The Difference between Wired vs Wireless Home Security Systems
Welcome back to my series of articles that will get you ready for your decision on what type of home security system you need.
Let’s address the difference between Wired vs Wireless Home Security Systems.
As the series continues, my Two-Step System for your security began with Step 1, followed by Step 2. We are elaborating on Step-two because there’s a little more information that you need to make the best decision:
whether you want a wired, wireless or combined system.
The Difference between Wired vs Wireless home security systems
Is that your needs will dictate the type of security system that you will choose. For example, hardwired systems have an edge on overall reliability, while wireless systems provide for a more easy streamlined installation and can be used in places where wired systems cannot be used.
All home security systems wired or wireless are made up of a network of sensors, along with a control panel, connect and communicate with the rest of the world through either cellular or landline connections.
More specifically, a wireless system uses individual sensors throughout the home that communicate wirelessly with a central control panel, which in turn communicates wirelessly to the outside world using a cellular up link.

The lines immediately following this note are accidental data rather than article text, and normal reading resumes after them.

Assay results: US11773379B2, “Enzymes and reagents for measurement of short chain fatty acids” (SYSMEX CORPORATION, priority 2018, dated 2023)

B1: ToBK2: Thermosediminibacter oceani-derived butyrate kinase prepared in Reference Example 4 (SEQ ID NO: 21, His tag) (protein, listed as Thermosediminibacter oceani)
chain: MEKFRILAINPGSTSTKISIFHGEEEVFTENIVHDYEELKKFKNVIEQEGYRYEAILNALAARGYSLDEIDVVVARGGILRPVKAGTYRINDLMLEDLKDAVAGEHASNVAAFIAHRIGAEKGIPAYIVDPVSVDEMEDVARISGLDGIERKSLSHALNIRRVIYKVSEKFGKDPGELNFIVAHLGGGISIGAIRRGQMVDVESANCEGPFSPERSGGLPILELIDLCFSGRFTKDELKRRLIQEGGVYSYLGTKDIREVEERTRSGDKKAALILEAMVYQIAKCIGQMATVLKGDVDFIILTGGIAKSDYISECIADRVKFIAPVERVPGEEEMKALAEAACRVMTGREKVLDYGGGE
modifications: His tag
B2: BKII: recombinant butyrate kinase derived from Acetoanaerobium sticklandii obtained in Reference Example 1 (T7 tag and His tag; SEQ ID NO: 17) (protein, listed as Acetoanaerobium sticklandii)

On the other hand, a fully hardwired alarm system connects the sensors to the control panel with a network of wires (concealed within the walls and floors of your home) and then to the outside world using your home’s telephone line.
A security system can be both hardwired and wireless. That means the system can have either a wireless sensor network and control panel with a hardwired landline connection—or hardwired sensors with a control panel connected to the outside world via a cellular connection.
The most common setup combines the two, with a hardwired telephone line as the primary connection and a cellular backup in case the phone lines go down (or are cut). But these days, not all homes have an active landline.
Within the home, the Advantages and Disadvantages of Wired versus Wireless Security Systems Raise Two Important Questions:
If your home doesn’t have a security system pre-installed, wireless systems will solve several problems.
You don’t have to worry about drilling holes or making other modifications, so wireless is a great option for renters, historic homes, buildings with brick, stone, or marble construction.
Renters or homeowners or those who change residences often will also be able to take advantage of the portability of most wireless system. Simply disconnect and reconnect at your new address.
The potential drawback of wireless, although rare, is reliability. Just like Wi-Fi routers or cellphones, wireless security systems are subject to interference, that can cause your sensor to respond unpredictably triggering a possible false alarm.
Electromagnetic interference can come from many devices, (ie: remote controls, power lines). Structural interference comes may from walls, floors and dense ceilings. However, these issues are rare.